4.8  Changing organisational and professional culture to foster awareness of the need for PPI, and the skills to make it effective, has been mentioned in many documents, and remains vitally important. Training is part of this, so that PPI is seen as the business of all involved in health and social care, though specialists will continue to play a necessary part. Otherwise, even if organisations manage to meet their legal obligations, in practice decisions will continue to be made without adequate input from patients and the public and due consideration of how they will be affected.

  4.9  Central government guidance and the legal framework are also important in nurturing adherence to good practice in PPI. Unfortunately at present, because of resource pressures and a fragmented approach to efficiency which focuses on individual components rather than whole systems, cost-cutting measures are sometimes being implemented without due consideration of potential negative consequences: just as medication may have undesired side-effects because of the complexity of the human body, so too may service changes in the context of a complex system. Moreover, non-executive directors and board members are being continually reminded of their duty to stay within budget, but less emphasis is placed on their responsibilities for ensuring adequate standards for all and safeguarding equality and human rights for those with health-related needs. Ensuring meaningful PPI, and continuing to remind professionals of the need for a holistic person-centred perspective where different sectors do not try to shunt costs on to others (including patients and carers themselves) but rather cooperate for the best outcomes, are important.


  5.1  The current PPI system has demonstrated valuable successes as well as shortcomings, and it seems to us that—whatever the pros and cons of the proposed reforms—many familiar with the current system are not convinced of the need for another major upheaval after a short time, as opposed to improving the workings of current arrangements.

  5.2  When community health councils were abolished against strong opposition, the government insisted that, because "forums are basing themselves on the services of a particular trust, they will be able to focus very much on the concerns of patients using those services. That will be a great advance" (to quote Lord Hunt in 2001), though linking mechanisms were acknowledged as necessary. Without wishing to revisit the controversy over the abolition of CHCs, it has not been made clear why the government has changed its position completely (rather than, say, emphasising the existing responsibility of forums to cooperate on matters of joint concern and the relevance to commissioning matters and patient pathways).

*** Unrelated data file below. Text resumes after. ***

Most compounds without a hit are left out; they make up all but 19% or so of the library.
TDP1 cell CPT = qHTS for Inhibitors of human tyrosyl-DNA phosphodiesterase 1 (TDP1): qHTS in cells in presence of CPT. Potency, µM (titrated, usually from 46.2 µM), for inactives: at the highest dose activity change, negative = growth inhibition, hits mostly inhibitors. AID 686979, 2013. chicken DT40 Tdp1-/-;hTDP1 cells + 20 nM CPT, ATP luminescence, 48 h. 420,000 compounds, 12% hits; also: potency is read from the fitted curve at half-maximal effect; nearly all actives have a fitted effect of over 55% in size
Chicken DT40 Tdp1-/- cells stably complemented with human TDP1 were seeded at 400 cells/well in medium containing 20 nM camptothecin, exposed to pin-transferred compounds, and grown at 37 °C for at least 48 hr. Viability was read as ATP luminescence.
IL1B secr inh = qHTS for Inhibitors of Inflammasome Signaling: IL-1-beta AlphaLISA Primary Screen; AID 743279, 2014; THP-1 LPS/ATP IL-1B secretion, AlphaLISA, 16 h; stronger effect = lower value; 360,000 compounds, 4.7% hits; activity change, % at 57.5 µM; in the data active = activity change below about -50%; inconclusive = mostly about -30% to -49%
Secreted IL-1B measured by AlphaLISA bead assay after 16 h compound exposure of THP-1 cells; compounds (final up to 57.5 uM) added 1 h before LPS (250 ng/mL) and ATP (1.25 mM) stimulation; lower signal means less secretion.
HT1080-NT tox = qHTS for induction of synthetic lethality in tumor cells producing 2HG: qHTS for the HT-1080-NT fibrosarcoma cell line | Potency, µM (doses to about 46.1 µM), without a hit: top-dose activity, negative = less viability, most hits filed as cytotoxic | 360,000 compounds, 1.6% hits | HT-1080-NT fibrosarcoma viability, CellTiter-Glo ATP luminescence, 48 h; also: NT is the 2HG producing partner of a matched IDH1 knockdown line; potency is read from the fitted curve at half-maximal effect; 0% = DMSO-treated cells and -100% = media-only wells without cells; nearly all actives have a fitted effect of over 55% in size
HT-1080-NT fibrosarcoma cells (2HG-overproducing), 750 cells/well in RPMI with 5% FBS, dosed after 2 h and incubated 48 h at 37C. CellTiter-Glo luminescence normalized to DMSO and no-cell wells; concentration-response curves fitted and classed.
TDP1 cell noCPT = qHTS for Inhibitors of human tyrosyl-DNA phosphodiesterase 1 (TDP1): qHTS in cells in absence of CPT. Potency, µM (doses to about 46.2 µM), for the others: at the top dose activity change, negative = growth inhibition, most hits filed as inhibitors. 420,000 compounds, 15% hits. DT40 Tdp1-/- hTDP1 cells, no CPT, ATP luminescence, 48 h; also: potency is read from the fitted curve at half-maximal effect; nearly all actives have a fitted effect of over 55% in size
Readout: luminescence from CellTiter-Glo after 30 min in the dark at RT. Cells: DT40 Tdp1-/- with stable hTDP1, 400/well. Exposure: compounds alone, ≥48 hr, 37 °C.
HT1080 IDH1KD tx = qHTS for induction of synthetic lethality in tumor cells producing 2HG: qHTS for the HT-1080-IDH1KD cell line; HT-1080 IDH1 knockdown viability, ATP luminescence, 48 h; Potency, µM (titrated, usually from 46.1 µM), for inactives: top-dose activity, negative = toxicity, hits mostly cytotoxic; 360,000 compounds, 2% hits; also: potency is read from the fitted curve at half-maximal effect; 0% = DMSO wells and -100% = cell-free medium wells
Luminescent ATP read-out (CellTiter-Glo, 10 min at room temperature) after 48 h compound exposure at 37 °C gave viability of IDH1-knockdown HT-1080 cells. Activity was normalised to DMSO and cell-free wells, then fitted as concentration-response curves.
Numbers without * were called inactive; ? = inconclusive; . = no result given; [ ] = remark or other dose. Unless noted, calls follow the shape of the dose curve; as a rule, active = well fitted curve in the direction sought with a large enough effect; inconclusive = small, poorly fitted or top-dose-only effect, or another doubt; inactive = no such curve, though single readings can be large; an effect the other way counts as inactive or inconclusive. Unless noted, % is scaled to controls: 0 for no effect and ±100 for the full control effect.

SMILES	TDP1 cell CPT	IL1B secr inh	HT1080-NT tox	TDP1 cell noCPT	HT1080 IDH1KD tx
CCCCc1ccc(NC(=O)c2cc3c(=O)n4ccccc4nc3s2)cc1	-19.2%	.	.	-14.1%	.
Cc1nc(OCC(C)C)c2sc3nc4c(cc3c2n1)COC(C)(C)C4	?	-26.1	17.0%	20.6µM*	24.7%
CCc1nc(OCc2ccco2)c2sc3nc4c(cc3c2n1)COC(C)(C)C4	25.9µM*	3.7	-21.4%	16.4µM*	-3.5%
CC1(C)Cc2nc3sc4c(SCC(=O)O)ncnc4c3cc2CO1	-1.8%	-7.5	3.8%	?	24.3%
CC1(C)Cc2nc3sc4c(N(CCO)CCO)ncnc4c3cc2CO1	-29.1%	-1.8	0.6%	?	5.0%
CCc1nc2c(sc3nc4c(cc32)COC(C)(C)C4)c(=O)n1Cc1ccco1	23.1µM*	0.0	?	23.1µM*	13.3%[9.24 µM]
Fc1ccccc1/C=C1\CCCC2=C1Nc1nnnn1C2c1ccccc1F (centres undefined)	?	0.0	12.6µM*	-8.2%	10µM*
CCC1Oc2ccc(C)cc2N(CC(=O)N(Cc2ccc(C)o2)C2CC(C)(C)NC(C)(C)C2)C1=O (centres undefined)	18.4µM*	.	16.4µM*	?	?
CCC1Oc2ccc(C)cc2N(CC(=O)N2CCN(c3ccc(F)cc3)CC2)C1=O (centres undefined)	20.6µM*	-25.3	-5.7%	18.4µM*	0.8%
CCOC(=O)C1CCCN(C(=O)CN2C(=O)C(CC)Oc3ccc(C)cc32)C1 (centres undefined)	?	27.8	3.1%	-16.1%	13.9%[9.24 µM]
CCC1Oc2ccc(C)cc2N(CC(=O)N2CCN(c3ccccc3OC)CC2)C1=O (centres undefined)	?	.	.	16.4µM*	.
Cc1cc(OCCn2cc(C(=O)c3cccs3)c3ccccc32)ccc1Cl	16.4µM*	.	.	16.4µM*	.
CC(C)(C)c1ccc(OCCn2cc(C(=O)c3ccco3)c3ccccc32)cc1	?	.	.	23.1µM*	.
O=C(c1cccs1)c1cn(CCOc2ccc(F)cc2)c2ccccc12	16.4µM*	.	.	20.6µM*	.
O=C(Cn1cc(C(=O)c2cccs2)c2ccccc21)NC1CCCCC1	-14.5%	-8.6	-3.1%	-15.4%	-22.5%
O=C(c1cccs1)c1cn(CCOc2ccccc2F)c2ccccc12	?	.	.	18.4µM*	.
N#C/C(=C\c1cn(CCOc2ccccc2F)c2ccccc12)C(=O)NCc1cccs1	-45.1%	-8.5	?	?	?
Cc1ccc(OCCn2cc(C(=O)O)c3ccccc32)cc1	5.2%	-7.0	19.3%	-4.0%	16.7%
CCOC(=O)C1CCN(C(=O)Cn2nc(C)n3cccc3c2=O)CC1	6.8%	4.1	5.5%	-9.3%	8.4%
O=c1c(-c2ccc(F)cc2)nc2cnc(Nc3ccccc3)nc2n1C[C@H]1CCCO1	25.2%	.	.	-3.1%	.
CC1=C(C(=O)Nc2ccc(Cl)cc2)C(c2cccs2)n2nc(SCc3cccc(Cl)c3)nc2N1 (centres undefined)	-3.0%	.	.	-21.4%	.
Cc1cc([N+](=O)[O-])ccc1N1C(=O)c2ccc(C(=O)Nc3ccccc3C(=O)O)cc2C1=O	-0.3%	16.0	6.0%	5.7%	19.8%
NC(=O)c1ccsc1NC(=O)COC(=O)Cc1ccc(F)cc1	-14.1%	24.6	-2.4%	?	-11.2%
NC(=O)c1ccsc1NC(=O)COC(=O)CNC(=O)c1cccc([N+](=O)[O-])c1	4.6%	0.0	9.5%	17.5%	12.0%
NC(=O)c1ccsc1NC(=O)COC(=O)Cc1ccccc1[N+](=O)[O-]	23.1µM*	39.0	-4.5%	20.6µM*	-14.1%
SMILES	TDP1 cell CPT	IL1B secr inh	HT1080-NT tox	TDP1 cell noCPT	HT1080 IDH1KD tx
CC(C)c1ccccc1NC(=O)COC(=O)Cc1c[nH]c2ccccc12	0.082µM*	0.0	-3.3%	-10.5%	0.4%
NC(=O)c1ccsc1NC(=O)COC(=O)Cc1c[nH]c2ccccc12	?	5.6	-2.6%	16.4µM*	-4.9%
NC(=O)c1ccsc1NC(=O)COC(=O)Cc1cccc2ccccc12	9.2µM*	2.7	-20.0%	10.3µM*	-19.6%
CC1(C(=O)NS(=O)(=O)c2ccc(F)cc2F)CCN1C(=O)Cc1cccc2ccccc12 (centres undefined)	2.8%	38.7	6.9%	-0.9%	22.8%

5.3  Again, with regard to the effectiveness of the existing PPI system, it is not clear why strategic health authorities (SHAs) have not generally been doing more to monitor the implementation of the guidance in Strengthening accountability and utilise the Performance Improvement Framework for Patient and Public Involvement in the NHS, also published in 2003, in particular seeking "Documented evidence of liaison with PPIFs and evidence that feedback has contributed to service planning and delivery". Indeed, SHAs themselves have not always fully demonstrated their compliance with Section 11 and shown how user and public input has helped to shape their decisions. Rightly or wrongly, the impression has perhaps been created that the integration of PPI into decision-making has been unevenly promoted at the higher levels of the NHS, despite the work of a number of champions, and this has made the task of PPI forums and local NHS PPI leads more difficult.

  5.4  It is also unfortunate that the impression may have been created that ministers and civil servants take Parliament's assent to the proposed legislative changes to PPI for granted, and are asking for time and money to be invested in the new system before it has been properly debated, refined and finalised.

  5.5  Frequent system reform comes at a price, especially since some time is required for the glitches in any new set-up to be removed and effective working achieved. At any rate, if LINks are to be created only to be reviewed a few months later and abolished in two-four years, as would seem likely if current patterns continue, this would be unhelpful, and further undermine confidence in the efficacy of supposed improvements to PPI structures.


  6.1  Proposed legislation suggests that the duty to involve and consult should be confined to "significant" proposals. It has become apparent that what might not seem significant to a senior manager may be perceived and experienced differently from the perspective of a service user or carer.

  6.2  The point has been made elsewhere that, where it is unclear whether wider consultation is needed, forums should be able to advise trusts on this, if kept informed at an early stage on service proposals. Obviously there will be certain matters such as major changes to how and where services are delivered on which users and carers should be consulted, and wider reorganisations on which the local public's views should be sought.

  6.3  Whatever system for PPI is ultimately agreed, it is important that, as stated in "Strengthening Accountability" guidance "Services are designed and adapted to respond better to people's needs", "proper time and thought is given to patient's and the publics' views", there is "an evidence base for important decisions", "Major decisions are more transparent" and "Trust is built between communities and the health service."

Timothy Modu

Chief Executive, Community Investors

10 January 2007